Theresa Wilcox Belliveau to serve sentence, 1919.


Mrs. Theresa Wilcox Belliveau, often called “Princess” Theresa, began serving yesterday her three-year sentence of imprisonment. She and James M. Kealoha were convicted by a jury in Judge Heen’s division of the circuit court of conspiracy in connection with a forged instrument purporting to have been a last will of the late Queen Liliuokalani. Continue reading


Theresa Owana Wilcox Belliveau and the will of Queen Liliuokalani, 1918.


True Bills Are Also Returned By Grand Jury Against Kamakaia and Kealoha


Woman Is Unmoved and Says It Will Giver Her Chance To “Tell the Real Facts”

“Princess” Theresa Wilcox Belliveau, James Kealoha and “Rev.” Sam Kamakaia were indicted on charges of forgery and conspiracy by the grand jury yesterday afternoon in connection with the “1917 will” that was offered for probate as the last will of the late Queen Liliuokalani and was declared fraudulent by Circuit Judge C. W. Ashford after he had heard confessions in open court from both Kealoha and Kamakaia. No arrests were made last night on the indictments, which are returnable in Judge William H. Heen’s division of the circuit court tomorrow.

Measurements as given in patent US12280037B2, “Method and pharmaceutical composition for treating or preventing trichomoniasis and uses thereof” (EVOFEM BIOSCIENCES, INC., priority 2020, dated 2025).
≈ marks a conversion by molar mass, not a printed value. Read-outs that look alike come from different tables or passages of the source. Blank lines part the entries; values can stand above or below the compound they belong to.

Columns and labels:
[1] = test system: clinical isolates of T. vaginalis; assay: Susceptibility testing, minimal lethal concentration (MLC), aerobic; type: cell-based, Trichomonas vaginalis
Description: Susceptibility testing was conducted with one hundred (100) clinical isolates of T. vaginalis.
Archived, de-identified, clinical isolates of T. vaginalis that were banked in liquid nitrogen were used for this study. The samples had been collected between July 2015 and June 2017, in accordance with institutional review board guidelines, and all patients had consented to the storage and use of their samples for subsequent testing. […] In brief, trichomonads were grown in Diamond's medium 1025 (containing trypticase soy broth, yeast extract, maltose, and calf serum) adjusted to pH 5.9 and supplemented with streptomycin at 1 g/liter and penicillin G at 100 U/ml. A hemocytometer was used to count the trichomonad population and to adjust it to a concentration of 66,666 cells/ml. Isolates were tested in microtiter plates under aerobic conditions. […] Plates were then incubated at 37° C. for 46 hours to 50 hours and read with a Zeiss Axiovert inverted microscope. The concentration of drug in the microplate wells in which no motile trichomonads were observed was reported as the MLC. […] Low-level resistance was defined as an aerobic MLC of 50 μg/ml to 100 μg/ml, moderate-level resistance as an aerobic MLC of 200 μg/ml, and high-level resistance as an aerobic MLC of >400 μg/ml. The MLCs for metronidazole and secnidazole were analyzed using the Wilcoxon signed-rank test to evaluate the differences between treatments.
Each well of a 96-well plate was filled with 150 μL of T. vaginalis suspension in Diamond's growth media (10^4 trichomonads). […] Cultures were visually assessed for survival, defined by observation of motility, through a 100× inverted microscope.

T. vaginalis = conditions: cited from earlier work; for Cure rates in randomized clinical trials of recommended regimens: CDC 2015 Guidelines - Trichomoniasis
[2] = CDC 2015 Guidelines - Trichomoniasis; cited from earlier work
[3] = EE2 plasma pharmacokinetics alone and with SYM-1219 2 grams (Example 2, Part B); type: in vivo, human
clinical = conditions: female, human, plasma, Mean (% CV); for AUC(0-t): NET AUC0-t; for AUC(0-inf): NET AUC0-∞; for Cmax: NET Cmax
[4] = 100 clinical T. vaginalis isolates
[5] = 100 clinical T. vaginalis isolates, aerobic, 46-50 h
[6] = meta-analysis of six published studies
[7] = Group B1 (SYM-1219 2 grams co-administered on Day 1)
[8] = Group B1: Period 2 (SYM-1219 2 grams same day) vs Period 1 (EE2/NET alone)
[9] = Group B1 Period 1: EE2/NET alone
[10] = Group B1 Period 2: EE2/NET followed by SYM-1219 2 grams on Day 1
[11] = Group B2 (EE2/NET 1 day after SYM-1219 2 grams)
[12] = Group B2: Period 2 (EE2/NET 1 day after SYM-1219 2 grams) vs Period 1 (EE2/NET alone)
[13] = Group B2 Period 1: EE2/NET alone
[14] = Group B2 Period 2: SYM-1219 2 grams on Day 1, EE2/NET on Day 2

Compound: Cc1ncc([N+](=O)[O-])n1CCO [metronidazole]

“Princess” Theresa was unmoved by news of the indictment. She said she had been awaiting the indictment as a means to get into court and tell “the real facts in connection with the Queen’s estate.”

“It will give me a chance to testify,” she stated. Continue reading

Let Hawaiian be taught in the schools, 1939.

Something that Should be Done

Senator James Kealoha of Hawaii introduced a law into the Legislature to teach Hawaiian language in the government schools, and in schools that stand on land under the care of the Hawaiian Homes Commission [Komisina o na Home Hawaii].

The senator believes that by teaching children Hawaiian in the places shown above, for only Hawaiians live on Hawaiian Homes land, and it is right to teach them the mother tongue. This idea of the young senator is a fine one indeed. But in the mind of some people they do not believe that this is a very good bill to be supported by the other members of the senate as well as the house of representatives.

Thoughts expressed by some who are not Hawaiian is that this bill should be amended to whereby it is opened up widely and Hawaiian is taught at all government schools in the Archipelago.

If this young senator did not submit this bill, the thoughts of others would not have been known. Continue reading